Free health care clinic to begin with IndyGo at downtown transit center – IndyStar

A mobile health care clinic at a downtown bus station had no issue attracting walk-ins.
Like 27-year-old Tationa Sims, a single mom out for a walk on a nice day with her 1-year-old son, Noah. She saw the RV parked at the Julia M. Carson Transit Center Tuesday afternoon and decided to see if the physician would fill some of her prescriptions, saving her from finding a ride to her nearest CVS.
Or Anthony Borter, 45, who luckily was already running early for work. He stepped off the bus at IndyGo’s downtown station around 4 p.m., saw the RV and thought of the weird itch on his arms that seemed to be triggered by leather couches.
“I can get this done and get back on the bus,” he said.
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Others who saw flyers at the station earlier in the day or heard advertisements on IndyGo buses started lining up for the free services half an hour before it officially opened.
The RV came from Indianapolis-based Gennesaret Free Clinics, and it will return every Tuesday through October in a pilot partnership with IndyGo called “Wellness in Transit.”
Gennesaret has been providing permanent and mobile medical clinics to vulnerable populations in Indianapolis for decades, but those mobile clinics have been limited to early Saturday mornings. The provider is expanding mobile units to five locations in the city, and Executive Director Theresa Patterson sees the downtown transit center as potential to draw the most people in need.
“We believe that health care is a human right, and for us to have access to all these humans to provide health care is huge,” she said.
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She likens the grant-funded service to “glorified urgent care” — the physician has more than 100 medications on hand and the ability to treat and test for non-emergency ailments like infections, blood pressure, skin afflictions, sexually transmitted infections and more. The goal is to treat these problems before they develop into much bigger emergencies.
At a folding table outside the RV, patients check in with Charlie Brown, the driver and clinic coordinator who came out of retirement to help. They then get called inside to a modest abode: a small waiting room with plastic-lined leather couches and wooden cabinets stuffed with medications and equipment, a dining table-turned-work station for the physician, and a curtain-drawn consultation room in the back.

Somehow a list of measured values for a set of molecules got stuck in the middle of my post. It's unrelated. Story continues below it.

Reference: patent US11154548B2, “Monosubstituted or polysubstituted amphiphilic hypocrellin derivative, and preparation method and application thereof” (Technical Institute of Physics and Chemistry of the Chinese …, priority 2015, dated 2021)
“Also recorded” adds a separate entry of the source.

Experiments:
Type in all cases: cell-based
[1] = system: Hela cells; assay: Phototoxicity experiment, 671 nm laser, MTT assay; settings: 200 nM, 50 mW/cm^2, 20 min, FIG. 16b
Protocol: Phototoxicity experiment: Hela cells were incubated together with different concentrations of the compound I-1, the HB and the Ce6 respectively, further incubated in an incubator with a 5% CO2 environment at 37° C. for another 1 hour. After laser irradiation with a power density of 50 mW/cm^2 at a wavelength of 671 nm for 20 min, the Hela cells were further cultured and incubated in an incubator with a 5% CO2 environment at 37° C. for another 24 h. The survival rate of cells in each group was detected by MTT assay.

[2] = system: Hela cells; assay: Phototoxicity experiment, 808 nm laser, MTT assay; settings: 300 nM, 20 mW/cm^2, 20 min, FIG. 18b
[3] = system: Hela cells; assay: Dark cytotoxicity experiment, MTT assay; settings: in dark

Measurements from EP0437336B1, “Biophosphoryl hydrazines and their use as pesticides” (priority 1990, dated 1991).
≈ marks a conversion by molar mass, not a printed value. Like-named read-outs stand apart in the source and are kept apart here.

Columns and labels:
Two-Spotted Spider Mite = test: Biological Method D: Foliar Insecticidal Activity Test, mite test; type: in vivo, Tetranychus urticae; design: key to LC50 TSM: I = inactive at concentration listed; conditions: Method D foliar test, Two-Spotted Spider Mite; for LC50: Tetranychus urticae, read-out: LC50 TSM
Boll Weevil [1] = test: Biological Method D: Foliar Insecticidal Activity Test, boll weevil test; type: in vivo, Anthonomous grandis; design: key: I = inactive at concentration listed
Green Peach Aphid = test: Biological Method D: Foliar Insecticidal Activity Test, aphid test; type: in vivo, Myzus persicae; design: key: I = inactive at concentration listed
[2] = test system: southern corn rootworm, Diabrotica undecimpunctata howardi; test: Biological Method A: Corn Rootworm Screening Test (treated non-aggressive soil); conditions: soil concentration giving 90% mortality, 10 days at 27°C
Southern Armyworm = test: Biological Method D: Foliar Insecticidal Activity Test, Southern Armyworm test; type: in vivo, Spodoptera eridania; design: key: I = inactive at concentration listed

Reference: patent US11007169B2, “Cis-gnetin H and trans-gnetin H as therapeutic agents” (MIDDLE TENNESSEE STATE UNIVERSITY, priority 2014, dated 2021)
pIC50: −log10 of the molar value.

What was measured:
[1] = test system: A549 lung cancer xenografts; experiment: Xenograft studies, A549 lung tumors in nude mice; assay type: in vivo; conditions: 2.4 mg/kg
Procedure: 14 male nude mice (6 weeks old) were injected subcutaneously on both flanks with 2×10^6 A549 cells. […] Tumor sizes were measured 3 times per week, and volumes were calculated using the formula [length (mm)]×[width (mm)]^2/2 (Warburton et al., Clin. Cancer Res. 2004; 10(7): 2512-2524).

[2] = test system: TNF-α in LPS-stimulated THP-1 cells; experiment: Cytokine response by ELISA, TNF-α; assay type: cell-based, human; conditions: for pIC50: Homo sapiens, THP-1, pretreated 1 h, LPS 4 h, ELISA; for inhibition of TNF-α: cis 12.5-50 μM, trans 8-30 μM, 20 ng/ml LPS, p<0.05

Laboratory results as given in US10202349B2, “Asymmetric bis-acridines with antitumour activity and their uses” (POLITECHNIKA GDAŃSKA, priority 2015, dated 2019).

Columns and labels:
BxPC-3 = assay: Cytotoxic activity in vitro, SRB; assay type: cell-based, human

They leave with packages of snacks, hygiene kits, water, and bus passes, if they need. They don’t need insurance or money.
“It’s part of our mission of connecting people to educational and economic opportunity through mobility, through connectivity … and enhancing riders’ well-being,” IndyGo spokesperson Carrie Black said.
If they run into Mary Schwartz, 49, they might also get a Coalition for Homelessness Intervention and Prevention Handbook of Help, a listing of all of the resources available to unhoused or other vulnerable people in Indianapolis. Schwartz carries a bunch of them in her bag whenever she goes downtown so she can hand them out. 
She was picking up a bus pass when she saw the mobile clinic. Though she has Medicaid and might not use the clinic herself, she stopped by to find out what kind of services it offers, so she can bring the information back to the Wheeler women’s shelter, where she’s staying.
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“They have a lot of other girls that might use it,” she said.
IndyGo is looking to invite more social service organizations, from housing support to mental health services, downtown for future Wellness in Transit programs, Black said. The public transit agency has forged several community partnerships over the last few years, including a “Food in Transit” program with Growing Places Indy and “Music in Transit” with Square Cat Vinyl.
The farm stand begins its fourth year at the downtown transit center on June 7 and provides locally grown food every Tuesday and Friday through October.. New this year, the food will be free to those who can’t afford to pay, Black said.
The mobile health clinic, too, is open to anyone, even those who have access to doctors elsewhere. 
Joy Rashid, 55, heard about it on the news. She wanted to get a second opinion on the accuracy of her blood sugar meter. 
“I basically cut out everything, I’m just eating like a bird, and my numbers are high,” she told Patterson while waiting in line.
“Let’s see if we can help you with that, alright?” Patterson said.
Contact IndyStar transportation reporter Kayla Dwyer at or follow her on Twitter @kayla_dwyer17


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